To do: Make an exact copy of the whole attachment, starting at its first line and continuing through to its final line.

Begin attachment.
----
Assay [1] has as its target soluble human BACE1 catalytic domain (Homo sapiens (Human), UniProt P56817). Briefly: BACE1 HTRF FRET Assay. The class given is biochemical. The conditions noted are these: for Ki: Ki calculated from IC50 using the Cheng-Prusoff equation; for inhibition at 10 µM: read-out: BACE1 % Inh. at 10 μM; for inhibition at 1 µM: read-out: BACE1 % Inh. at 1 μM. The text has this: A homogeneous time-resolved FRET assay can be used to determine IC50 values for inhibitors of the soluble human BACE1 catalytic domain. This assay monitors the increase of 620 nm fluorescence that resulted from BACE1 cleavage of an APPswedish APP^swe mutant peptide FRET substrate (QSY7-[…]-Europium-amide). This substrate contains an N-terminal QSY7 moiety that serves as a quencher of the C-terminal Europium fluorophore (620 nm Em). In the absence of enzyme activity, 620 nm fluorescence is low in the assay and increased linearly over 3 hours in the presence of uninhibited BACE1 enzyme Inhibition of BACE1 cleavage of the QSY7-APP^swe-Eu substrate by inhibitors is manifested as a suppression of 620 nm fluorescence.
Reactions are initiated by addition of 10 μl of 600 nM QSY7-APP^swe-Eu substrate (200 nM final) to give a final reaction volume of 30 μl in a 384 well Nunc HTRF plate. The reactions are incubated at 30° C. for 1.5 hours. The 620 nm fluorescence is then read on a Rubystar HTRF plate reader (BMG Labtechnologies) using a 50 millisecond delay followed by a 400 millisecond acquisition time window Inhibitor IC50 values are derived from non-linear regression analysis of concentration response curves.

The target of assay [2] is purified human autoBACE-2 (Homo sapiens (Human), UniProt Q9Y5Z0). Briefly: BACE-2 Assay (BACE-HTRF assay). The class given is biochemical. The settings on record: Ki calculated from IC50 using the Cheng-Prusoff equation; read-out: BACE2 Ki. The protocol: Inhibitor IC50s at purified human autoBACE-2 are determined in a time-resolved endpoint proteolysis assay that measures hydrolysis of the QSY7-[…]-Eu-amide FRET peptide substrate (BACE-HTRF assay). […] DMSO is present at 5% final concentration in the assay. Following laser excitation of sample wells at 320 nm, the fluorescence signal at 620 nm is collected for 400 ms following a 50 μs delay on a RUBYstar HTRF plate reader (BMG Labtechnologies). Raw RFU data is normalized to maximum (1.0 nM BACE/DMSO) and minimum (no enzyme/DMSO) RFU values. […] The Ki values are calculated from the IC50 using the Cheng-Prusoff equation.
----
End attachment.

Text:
Assay [1] has as its target soluble human BACE1 catalytic domain (Homo sapiens (Human), UniProt P56817). Briefly: BACE1 HTRF FRET Assay. The class given is biochemical. The conditions noted are these: for Ki: Ki calculated from IC50 using the Cheng-Prusoff equation; for inhibition at 10 µM: read-out: BACE1 % Inh. at 10 μM; for inhibition at 1 µM: read-out: BACE1 % Inh. at 1 μM. The text has this: A homogeneous time-resolved FRET assay can be used to determine IC50 values for inhibitors of the soluble human BACE1 catalytic domain. This assay monitors the increase of 620 nm fluorescence that resulted from BACE1 cleavage of an APPswedish APP^swe mutant peptide FRET substrate (QSY7-[…]-Europium-amide). This substrate contains an N-terminal QSY7 moiety that serves as a quencher of the C-terminal Europium fluorophore (620 nm Em). In the absence of enzyme activity, 620 nm fluorescence is low in the assay and increased linearly over 3 hours in the presence of uninhibited BACE1 enzyme Inhibition of BACE1 cleavage of the QSY7-APP^swe-Eu substrate by inhibitors is manifested as a suppression of 620 nm fluorescence.
Reactions are initiated by addition of 10 μl of 600 nM QSY7-APP^swe-Eu substrate (200 nM final) to give a final reaction volume of 30 μl in a 384 well Nunc HTRF plate. The reactions are incubated at 30° C. for 1.5 hours. The 620 nm fluorescence is then read on a Rubystar HTRF plate reader (BMG Labtechnologies) using a 50 millisecond delay followed by a 400 millisecond acquisition time window Inhibitor IC50 values are derived from non-linear regression analysis of concentration response curves.

The target of assay [2] is purified human autoBACE-2 (Homo sapiens (Human), UniProt Q9Y5Z0). Briefly: BACE-2 Assay (BACE-HTRF assay). The class given is biochemical. The settings on record: Ki calculated from IC50 using the Cheng-Prusoff equation; read-out: BACE2 Ki. The protocol: Inhibitor IC50s at purified human autoBACE-2 are determined in a time-resolved endpoint proteolysis assay that measures hydrolysis of the QSY7-[…]-Eu-amide FRET peptide substrate (BACE-HTRF assay). […] DMSO is present at 5% final concentration in the assay. Following laser excitation of sample wells at 320 nm, the fluorescence signal at 620 nm is collected for 400 ms following a 50 μs delay on a RUBYstar HTRF plate reader (BMG Labtechnologies). Raw RFU data is normalized to maximum (1.0 nM BACE/DMSO) and minimum (no enzyme/DMSO) RFU values. […] The Ki values are calculated from the IC50 using the Cheng-Prusoff equation.